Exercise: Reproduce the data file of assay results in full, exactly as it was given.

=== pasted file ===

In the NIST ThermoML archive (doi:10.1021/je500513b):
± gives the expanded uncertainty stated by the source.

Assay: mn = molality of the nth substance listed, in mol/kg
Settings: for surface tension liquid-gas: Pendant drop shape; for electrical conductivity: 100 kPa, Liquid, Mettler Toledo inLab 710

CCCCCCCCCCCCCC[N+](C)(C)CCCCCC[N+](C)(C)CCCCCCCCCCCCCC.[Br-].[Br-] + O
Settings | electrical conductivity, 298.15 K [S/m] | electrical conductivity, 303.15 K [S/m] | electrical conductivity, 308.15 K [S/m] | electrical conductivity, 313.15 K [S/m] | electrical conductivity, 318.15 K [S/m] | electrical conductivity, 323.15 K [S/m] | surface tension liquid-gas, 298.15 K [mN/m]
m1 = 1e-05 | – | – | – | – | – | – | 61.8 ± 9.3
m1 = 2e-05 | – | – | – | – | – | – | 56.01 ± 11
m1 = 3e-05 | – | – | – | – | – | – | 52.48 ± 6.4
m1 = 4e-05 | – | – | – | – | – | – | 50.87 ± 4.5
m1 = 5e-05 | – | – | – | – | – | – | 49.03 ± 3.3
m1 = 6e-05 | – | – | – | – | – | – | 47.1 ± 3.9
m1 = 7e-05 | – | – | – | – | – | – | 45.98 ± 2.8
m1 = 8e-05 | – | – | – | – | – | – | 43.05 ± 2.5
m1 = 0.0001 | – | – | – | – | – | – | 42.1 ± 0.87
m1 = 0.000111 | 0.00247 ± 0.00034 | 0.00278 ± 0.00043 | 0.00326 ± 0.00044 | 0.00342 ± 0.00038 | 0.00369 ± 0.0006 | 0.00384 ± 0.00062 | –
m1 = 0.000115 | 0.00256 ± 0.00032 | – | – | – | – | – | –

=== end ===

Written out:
In the NIST ThermoML archive (doi:10.1021/je500513b):
± gives the expanded uncertainty stated by the source.

Assay: mn = molality of the nth substance listed, in mol/kg
Settings: for surface tension liquid-gas: Pendant drop shape; for electrical conductivity: 100 kPa, Liquid, Mettler Toledo inLab 710

CCCCCCCCCCCCCC[N+](C)(C)CCCCCC[N+](C)(C)CCCCCCCCCCCCCC.[Br-].[Br-] + O
Settings | electrical conductivity, 298.15 K [S/m] | electrical conductivity, 303.15 K [S/m] | electrical conductivity, 308.15 K [S/m] | electrical conductivity, 313.15 K [S/m] | electrical conductivity, 318.15 K [S/m] | electrical conductivity, 323.15 K [S/m] | surface tension liquid-gas, 298.15 K [mN/m]
m1 = 1e-05 | – | – | – | – | – | – | 61.8 ± 9.3
m1 = 2e-05 | – | – | – | – | – | – | 56.01 ± 11
m1 = 3e-05 | – | – | – | – | – | – | 52.48 ± 6.4
m1 = 4e-05 | – | – | – | – | – | – | 50.87 ± 4.5
m1 = 5e-05 | – | – | – | – | – | – | 49.03 ± 3.3
m1 = 6e-05 | – | – | – | – | – | – | 47.1 ± 3.9
m1 = 7e-05 | – | – | – | – | – | – | 45.98 ± 2.8
m1 = 8e-05 | – | – | – | – | – | – | 43.05 ± 2.5
m1 = 0.0001 | – | – | – | – | – | – | 42.1 ± 0.87
m1 = 0.000111 | 0.00247 ± 0.00034 | 0.00278 ± 0.00043 | 0.00326 ± 0.00044 | 0.00342 ± 0.00038 | 0.00369 ± 0.0006 | 0.00384 ± 0.00062 | –
m1 = 0.000115 | 0.00256 ± 0.00032 | – | – | – | – | – | –